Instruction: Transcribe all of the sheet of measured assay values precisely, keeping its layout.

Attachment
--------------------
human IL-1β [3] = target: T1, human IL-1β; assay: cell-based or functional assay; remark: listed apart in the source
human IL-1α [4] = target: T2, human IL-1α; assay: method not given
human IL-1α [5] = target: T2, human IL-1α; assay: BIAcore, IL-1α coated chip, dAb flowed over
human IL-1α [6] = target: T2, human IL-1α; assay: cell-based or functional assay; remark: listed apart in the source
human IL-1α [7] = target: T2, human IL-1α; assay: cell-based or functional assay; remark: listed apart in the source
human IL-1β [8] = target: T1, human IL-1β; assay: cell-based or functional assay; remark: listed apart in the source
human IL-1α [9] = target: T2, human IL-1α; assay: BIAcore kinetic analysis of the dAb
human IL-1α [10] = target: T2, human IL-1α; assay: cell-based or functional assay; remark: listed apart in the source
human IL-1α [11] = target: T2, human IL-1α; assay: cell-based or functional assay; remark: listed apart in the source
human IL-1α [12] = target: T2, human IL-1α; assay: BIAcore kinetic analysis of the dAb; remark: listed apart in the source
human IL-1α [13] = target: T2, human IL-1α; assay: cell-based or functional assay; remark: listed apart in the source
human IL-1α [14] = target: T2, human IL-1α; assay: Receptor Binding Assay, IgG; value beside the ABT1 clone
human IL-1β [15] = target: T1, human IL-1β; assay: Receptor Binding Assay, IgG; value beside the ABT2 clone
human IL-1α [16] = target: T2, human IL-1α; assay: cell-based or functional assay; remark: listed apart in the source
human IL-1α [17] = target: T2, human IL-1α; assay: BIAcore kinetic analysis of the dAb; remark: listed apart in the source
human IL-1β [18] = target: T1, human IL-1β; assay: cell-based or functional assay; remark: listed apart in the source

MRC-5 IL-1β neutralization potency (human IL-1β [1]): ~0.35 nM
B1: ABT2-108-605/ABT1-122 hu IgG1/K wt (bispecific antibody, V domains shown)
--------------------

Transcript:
human IL-1β [3] = target: T1, human IL-1β; assay: cell-based or functional assay; remark: listed apart in the source
human IL-1α [4] = target: T2, human IL-1α; assay: method not given
human IL-1α [5] = target: T2, human IL-1α; assay: BIAcore, IL-1α coated chip, dAb flowed over
human IL-1α [6] = target: T2, human IL-1α; assay: cell-based or functional assay; remark: listed apart in the source
human IL-1α [7] = target: T2, human IL-1α; assay: cell-based or functional assay; remark: listed apart in the source
human IL-1β [8] = target: T1, human IL-1β; assay: cell-based or functional assay; remark: listed apart in the source
human IL-1α [9] = target: T2, human IL-1α; assay: BIAcore kinetic analysis of the dAb
human IL-1α [10] = target: T2, human IL-1α; assay: cell-based or functional assay; remark: listed apart in the source
human IL-1α [11] = target: T2, human IL-1α; assay: cell-based or functional assay; remark: listed apart in the source
human IL-1α [12] = target: T2, human IL-1α; assay: BIAcore kinetic analysis of the dAb; remark: listed apart in the source
human IL-1α [13] = target: T2, human IL-1α; assay: cell-based or functional assay; remark: listed apart in the source
human IL-1α [14] = target: T2, human IL-1α; assay: Receptor Binding Assay, IgG; value beside the ABT1 clone
human IL-1β [15] = target: T1, human IL-1β; assay: Receptor Binding Assay, IgG; value beside the ABT2 clone
human IL-1α [16] = target: T2, human IL-1α; assay: cell-based or functional assay; remark: listed apart in the source
human IL-1α [17] = target: T2, human IL-1α; assay: BIAcore kinetic analysis of the dAb; remark: listed apart in the source
human IL-1β [18] = target: T1, human IL-1β; assay: cell-based or functional assay; remark: listed apart in the source

MRC-5 IL-1β neutralization potency (human IL-1β [1]): ~0.35 nM
B1: ABT2-108-605/ABT1-122 hu IgG1/K wt (bispecific antibody, V domains shown)